Wow – what an amazing weekend of art and friends.
After seeing After Mrs. Rochester on Friday night and having a couple of pints with some of the cast and crew at Betty’s, I pondered dropping by the talkback after the matinée on Sunday – and I did!
But, first, Saturday night/Sunday morning’s Nuit Blanche 2011. It was the first Nuit Blanche where I got to roam about and see stuff (the first few, I was working at Alumnae and/or doing a show and last year, I had to bail as I got sick with a cold). This year, I ventured out with my pal Lizzie Violet – and I just read her post about our evening. Since her thoughts pretty much echo mine, and I couldn’t have said it better myself, here’s what she had to say: http://lizzieviolet.wordpress.com/2011/10/02/nuit-blanche/
As for Sunday – well, the rest of Sunday, since it was already Sunday when I went to bed after Nuit Blanche – I met Alum pal Ellen Green for a great brunch and catch-up at 7 West Cafe.
After brunch, I wandered down Yonge Street, doing some errands along the way – by then it had stopped raining but it was chilly – and ended up back at Alumnae Theatre, where Front of House Manager for the day Margaret (aka “The Costumator”) Spence greeted me and told me that the house had just gone in for Act 2, and I could go in if I wanted.
So I did. Act 2 of After Mrs. Rochester is the best part of the play script-wise (Act 1 is a lot of exposition) – it’s the meat and bones of the play. And it gave me another opportunity to see some other pals in action: Tina McCulloch’s excellent performance as Bertha, as well as Tabitha Keast’s very sexy Ford Maddox Ford (damn, she looks good in that brown suit!), who was once of Rhys’s lovers, and Julie Burris as Ford’s lovely wife Stella.
The talkback sessions at Alumnae are always a treat – and it was a good-sized and responsive house on Sunday (whereas Friday was a small but very responsive gang) – and the cast got a standing ovation that lasted through two curtain calls. It also gave me the opportunity to say “hey” to director Laura Roald and tell her how awesome this production is. Oh – and I neglected to mention Laura’s assistant director in my previous post: Taryn Jorgenson.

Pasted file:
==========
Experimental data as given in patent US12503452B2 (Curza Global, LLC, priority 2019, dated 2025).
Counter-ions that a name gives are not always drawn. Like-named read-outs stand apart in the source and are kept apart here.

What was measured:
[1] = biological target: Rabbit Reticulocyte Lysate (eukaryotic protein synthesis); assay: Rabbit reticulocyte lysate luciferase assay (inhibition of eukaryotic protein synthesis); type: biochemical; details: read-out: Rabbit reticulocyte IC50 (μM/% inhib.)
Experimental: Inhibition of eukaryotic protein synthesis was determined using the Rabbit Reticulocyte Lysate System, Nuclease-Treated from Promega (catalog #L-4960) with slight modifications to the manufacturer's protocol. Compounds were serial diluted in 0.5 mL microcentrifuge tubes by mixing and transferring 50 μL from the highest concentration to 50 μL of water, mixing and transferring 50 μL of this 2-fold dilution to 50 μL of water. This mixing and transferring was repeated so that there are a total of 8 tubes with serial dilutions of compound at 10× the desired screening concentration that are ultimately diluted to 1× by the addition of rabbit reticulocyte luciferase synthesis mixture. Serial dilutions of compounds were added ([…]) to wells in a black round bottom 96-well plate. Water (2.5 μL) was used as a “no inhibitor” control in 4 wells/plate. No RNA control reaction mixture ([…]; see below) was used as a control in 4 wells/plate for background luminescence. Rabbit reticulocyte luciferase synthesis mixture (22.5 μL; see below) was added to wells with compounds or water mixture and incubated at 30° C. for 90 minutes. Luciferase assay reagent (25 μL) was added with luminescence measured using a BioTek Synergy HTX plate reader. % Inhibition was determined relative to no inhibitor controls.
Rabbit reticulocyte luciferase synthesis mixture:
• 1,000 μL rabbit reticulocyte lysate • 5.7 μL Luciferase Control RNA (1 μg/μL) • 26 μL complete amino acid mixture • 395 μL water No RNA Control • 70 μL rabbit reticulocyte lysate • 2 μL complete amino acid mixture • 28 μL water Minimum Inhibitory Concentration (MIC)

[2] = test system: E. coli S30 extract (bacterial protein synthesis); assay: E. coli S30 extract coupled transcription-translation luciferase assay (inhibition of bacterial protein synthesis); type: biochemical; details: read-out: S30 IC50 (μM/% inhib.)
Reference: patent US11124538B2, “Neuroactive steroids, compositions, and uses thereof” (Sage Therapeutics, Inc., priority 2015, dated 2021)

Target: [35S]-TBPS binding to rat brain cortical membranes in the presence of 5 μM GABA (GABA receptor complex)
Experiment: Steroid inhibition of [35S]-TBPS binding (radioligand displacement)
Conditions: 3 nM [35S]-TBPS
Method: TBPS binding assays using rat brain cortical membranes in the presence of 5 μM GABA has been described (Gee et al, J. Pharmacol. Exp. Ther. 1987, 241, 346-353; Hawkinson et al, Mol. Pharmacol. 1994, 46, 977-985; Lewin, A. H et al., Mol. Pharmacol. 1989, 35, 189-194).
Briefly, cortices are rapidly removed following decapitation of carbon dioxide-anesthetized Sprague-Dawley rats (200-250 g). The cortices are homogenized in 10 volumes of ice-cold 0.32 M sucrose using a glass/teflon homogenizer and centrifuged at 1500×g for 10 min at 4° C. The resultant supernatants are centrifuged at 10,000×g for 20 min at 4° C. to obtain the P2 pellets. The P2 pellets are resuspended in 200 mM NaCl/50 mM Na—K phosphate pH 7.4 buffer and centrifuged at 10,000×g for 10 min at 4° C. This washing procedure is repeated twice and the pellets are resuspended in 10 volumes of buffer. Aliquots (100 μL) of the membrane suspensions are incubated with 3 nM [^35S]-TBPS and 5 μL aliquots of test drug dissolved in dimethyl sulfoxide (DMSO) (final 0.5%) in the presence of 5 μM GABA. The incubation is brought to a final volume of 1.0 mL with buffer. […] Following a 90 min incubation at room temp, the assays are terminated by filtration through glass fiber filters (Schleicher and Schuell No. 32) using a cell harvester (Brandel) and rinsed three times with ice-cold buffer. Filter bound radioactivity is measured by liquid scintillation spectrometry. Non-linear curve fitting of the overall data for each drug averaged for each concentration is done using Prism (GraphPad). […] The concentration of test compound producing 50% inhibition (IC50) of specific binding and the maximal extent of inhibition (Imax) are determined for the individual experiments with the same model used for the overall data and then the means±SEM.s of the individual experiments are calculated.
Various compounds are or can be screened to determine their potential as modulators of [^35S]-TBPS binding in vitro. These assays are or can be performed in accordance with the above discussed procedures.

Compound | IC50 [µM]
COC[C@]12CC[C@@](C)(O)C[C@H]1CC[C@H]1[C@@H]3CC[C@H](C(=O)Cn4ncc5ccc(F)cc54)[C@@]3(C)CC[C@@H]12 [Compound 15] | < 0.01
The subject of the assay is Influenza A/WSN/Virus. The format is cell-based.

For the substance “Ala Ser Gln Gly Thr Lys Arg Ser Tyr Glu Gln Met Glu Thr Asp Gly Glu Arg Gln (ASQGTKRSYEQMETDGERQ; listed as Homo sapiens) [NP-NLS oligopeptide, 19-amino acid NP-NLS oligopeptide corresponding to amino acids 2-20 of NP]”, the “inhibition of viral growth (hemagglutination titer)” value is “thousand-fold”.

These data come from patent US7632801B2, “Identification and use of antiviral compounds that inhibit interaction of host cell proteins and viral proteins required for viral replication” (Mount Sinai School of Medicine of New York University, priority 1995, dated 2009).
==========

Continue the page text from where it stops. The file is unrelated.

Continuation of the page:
Joining Laura Roald and the cast onstage were co-producer/sound op PJ Hammond and sound designer Megan Benjafield. The question of the all-female cast came up early on, and Roald talked about circumstantial necessity turned creative decision-making (and re-working most of her pre-production plans for the show) – as they couldn’t find suitable, available male actors. Since the play is about a female author – and characters she either connects with or creates, fictional or otherwise – all the characters in the play are parts of Jean Rhys. So the new vision came out of a happy accident – crisis an opportunity towards a new path. Extremely articulate – and one hell of a smart cookie – Roald also mentioned that, because the male roles were now being played by women, the various sex scenes throughout the play now have less of a shock impact and become moments the audience need to process; and with the various layers of time, space, and characters fictitious and non-fictitious, there is a lot to process. She also remarked how the revised production also “created an incredible company of women” and, indeed, even much of the production crew were women. Yay, estrogen!
Actor Susan Q. Wilson (who plays the older Rhys) talked about gaining insight into character – Rhys being a raging alcoholic at that point, and likely self-medicating an undiagnosed mental illness – and found Rhys’s letters particularly helpful, noting how the tenor and energy of the author’s words changed over time.
Rhys wrote autobiographically, and her childhood in a post-colonial Caribbean had a great impact on her life, particularly regarding her sense of identity – a child of a family from the white ruling class who no longer belonged to that class, who also did not belong among the former indigenous slaves who were now the family’s paid servants. Megan Benjafield described how this loss of identity informed the sound design – the discord of the “spooky” strings that hummed throughout the play during specific moments.
The subject of playwright Polly Teale came up when an audience member asked about the history of the play. Like Rhys, Teale was fascinated by the Brontes – and used text from Jane Eyre and from Rhys’s works in the play, including Wide Sargasso Sea and short stories.
Go see this play. Once you get past the exposition (mostly in Act 1), it is a hauntingly beautiful and brutal look at a creative process: the creation of the novel Wide Sargasso Sea.